“Members of the control group seemed to be looking for the one piece of information—the “Holy Grail”— that would make sense of everything else.”
According to Jeffrey Carr, the founder of Suits and Spooks concept, this applies to as well to cyber threat intelligence. Having one's hypothesis preset makes one liable to look for information to support that pre-existing mindset. Imagine having a group of police officers who all believe that blacks are criminals, and given a murder scene with suspect options of a black guy, a white guy and a latin guy. Who are they likely to investigate most comprehensively?
On the respect of political analysis, there is not much else to point to but Russia. Yet, if I was working for Chinese People’s Liberation Army’s cyber offensives at the moment, I’d disguise myself as a Russian and run amok with for example cybercrime. There would be so many more people in the threat intelligence community looking into Russia and happy to blame them.
This is exactly what Russians probably did when breaching the French TV5 Monde as pro-Isis group called Cyber Caliphate.
At the point of writing, it is yet unclear how the DNC hack has been attributed to two different Russian intelligence services, the military intelligence GRU and internal security service FSB. However, it would be wise to assume at this point that there is enough for convincing attribution to Russian origins whatsoever.
Is there, I do not know. I am just a journalist. But gathering information and constructing a hypothesis, based preferably on the core facts, is also a vital part of my job. I am deeply devoted for trying to provide my audience with the most accurate information possible.
One must also remember that the uncertainties in attribution function as a smokescreen. This smokescreen is a function that is very easy to turn against ourselves, as it is to our culture to demand for evidence. Thus this demand can also be used against us: if we cannot prove what happened, this weakness may be pointed out in order to make us appear mistaken. As RT’s (previously Russia Today), a state-funded international media group’s slogan sharply states: “question more”.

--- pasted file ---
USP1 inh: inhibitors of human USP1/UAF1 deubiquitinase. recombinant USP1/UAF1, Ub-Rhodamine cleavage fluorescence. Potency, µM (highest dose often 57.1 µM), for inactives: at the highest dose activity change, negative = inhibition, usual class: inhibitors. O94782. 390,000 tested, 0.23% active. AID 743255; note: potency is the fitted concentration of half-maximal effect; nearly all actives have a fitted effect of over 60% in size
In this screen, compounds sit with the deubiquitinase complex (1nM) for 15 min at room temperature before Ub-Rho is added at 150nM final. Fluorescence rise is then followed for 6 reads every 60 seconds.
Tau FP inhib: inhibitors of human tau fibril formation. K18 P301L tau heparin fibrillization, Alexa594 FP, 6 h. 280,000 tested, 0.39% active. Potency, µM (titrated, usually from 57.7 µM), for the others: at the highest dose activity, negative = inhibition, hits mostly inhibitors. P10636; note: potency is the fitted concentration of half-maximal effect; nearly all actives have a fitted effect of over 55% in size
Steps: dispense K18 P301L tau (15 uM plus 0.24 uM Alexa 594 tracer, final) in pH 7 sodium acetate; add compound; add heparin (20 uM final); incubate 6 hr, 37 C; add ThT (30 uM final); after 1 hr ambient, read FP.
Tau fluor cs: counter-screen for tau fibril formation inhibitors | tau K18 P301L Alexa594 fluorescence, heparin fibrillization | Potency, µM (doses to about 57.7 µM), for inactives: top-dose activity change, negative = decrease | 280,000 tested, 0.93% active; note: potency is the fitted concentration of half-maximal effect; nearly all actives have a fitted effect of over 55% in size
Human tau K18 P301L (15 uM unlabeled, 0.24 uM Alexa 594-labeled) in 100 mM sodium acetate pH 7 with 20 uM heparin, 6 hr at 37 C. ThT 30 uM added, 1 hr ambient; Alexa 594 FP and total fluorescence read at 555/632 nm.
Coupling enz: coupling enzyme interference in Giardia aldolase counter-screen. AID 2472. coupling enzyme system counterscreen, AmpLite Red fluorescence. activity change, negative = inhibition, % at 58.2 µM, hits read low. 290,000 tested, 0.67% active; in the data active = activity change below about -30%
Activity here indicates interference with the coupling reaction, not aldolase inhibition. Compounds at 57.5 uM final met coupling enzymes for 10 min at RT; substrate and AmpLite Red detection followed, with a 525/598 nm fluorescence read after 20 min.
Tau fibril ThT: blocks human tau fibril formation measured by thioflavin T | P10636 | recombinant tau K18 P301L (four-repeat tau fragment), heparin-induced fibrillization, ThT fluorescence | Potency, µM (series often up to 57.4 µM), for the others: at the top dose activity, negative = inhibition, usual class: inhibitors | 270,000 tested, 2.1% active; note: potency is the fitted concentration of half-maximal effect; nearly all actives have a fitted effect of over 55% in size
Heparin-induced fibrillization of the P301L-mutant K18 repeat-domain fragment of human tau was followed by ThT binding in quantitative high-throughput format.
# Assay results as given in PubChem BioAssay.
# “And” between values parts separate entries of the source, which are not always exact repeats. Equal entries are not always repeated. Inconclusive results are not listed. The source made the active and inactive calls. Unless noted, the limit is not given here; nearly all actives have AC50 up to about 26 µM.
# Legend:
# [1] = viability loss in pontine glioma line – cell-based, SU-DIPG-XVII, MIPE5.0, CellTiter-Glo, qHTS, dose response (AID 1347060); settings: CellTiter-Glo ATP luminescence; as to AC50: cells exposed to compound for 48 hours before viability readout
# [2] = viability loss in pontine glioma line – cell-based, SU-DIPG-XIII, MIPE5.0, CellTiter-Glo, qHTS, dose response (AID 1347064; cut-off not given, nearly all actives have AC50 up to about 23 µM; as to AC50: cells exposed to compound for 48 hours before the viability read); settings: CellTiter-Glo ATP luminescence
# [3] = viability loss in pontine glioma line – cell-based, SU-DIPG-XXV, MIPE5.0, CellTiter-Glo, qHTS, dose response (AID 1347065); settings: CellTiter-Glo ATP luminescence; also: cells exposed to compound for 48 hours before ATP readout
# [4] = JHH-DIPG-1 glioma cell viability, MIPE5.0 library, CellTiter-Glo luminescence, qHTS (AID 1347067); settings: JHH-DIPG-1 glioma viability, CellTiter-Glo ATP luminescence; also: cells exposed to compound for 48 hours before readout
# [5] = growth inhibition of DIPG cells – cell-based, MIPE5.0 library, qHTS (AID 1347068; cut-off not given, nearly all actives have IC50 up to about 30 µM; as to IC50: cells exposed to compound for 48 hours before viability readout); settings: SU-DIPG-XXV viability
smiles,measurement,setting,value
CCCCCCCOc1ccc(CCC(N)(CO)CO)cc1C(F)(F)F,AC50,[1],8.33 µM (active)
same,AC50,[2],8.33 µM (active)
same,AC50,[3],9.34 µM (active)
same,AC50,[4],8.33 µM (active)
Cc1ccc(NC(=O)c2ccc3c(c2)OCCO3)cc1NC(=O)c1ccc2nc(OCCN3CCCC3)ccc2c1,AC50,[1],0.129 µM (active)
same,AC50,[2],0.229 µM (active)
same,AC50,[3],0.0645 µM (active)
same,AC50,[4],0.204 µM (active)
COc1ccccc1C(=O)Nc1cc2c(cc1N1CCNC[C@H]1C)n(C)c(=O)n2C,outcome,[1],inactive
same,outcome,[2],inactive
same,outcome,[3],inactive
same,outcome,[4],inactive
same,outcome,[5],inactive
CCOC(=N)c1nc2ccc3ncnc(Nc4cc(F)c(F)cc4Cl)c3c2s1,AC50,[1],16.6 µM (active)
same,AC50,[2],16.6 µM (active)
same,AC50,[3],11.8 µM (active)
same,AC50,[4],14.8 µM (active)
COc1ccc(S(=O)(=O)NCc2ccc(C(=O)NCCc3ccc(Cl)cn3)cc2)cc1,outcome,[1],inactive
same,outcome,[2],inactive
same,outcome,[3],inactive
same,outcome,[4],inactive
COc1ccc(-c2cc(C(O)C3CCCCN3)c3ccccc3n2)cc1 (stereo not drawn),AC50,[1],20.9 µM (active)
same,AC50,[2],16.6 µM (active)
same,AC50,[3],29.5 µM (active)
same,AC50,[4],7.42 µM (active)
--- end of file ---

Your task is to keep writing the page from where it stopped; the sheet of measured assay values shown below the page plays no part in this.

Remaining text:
If there is not enough evidence, our conclusions will be questioned. Thus the actions of USA at the moment bear a highly underestimated risk factor which is not as much “cyber” but, as Russia would call it: “information-psychological”. This means we are at risk of turning against each other on the grounds of weaponizing information. The method is called reflexive control.
This is why I would find it useful for US government to present as much evidence as possible on the DNC hacks. The public might demand it sooner or later. Thus proactivity would be advisable.
I am kindly asking my fellow journalists not to jump into conclusions. Making sexy headlines based on scarce facts reminds me of Folker Jr’s control group searching for that Holy Grail. Our general view depends on crumbs of information, bits of attribution making us running blind in the wild.
All journalists should know accuracy equals to trustworthiness, which stands a core value to democracy. Democratic values might be the core target. This is why reporting on geopolitics, cyber issues and at the moment, US elections, deserves careful attention.
Aaltola also pointed out something noteworthy from Søren Kierkegaard:
“Life can only be understood backwards, but it must be lived forwards.”
The political stakes are clearly rather high, and political actions have to proceed forward based on the most virtuous and balanced strategy possible. Yet, the strategies and methods are not indifferent. It’s not as much about what one does, but how one does it.
We must stay true to our culture and core values when dealing with such delicate matters. This includes the ultimate approach for accuracy. Otherwise we may become a risk to ourselves.
Wave your false flags! ...or the Nightmares and Nuances of a Self-Aware Attribution Space
Intelligence Analysis In Theater Joint Intelligence Centers (pdf)
How Russia Pulled Off the Biggest Election Hack in U.S. History by Thomas Rid
Jeffrey Carr's posts on Medium
”We have to think twice and be very cautious about retaliating in a cyber context” (James Clapper)